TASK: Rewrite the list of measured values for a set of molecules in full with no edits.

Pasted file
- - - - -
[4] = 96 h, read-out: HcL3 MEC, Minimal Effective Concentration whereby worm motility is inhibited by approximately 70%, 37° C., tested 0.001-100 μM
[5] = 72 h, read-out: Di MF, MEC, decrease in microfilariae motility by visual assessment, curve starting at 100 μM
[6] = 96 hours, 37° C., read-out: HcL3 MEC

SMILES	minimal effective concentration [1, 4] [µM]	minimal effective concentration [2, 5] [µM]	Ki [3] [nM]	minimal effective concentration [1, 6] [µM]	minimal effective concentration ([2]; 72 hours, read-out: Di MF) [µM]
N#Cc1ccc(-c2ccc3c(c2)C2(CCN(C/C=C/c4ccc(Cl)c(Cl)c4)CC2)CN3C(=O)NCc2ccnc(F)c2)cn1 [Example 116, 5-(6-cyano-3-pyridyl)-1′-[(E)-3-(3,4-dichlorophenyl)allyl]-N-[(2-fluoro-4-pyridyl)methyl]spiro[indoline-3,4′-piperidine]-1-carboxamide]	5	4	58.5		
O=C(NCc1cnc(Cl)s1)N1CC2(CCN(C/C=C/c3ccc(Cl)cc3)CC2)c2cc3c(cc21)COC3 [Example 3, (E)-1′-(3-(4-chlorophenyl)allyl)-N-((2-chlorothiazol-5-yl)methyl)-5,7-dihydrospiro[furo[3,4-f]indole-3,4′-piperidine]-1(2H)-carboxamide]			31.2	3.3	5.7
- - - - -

[4] = 96 h, read-out: HcL3 MEC, Minimal Effective Concentration whereby worm motility is inhibited by approximately 70%, 37° C., tested 0.001-100 μM
[5] = 72 h, read-out: Di MF, MEC, decrease in microfilariae motility by visual assessment, curve starting at 100 μM
[6] = 96 hours, 37° C., read-out: HcL3 MEC

SMILES	minimal effective concentration [1, 4] [µM]	minimal effective concentration [2, 5] [µM]	Ki [3] [nM]	minimal effective concentration [1, 6] [µM]	minimal effective concentration ([2]; 72 hours, read-out: Di MF) [µM]
N#Cc1ccc(-c2ccc3c(c2)C2(CCN(C/C=C/c4ccc(Cl)c(Cl)c4)CC2)CN3C(=O)NCc2ccnc(F)c2)cn1 [Example 116, 5-(6-cyano-3-pyridyl)-1′-[(E)-3-(3,4-dichlorophenyl)allyl]-N-[(2-fluoro-4-pyridyl)methyl]spiro[indoline-3,4′-piperidine]-1-carboxamide]	5	4	58.5		
O=C(NCc1cnc(Cl)s1)N1CC2(CCN(C/C=C/c3ccc(Cl)cc3)CC2)c2cc3c(cc21)COC3 [Example 3, (E)-1′-(3-(4-chlorophenyl)allyl)-N-((2-chlorothiazol-5-yl)methyl)-5,7-dihydrospiro[furo[3,4-f]indole-3,4′-piperidine]-1(2H)-carboxamide]			31.2	3.3	5.7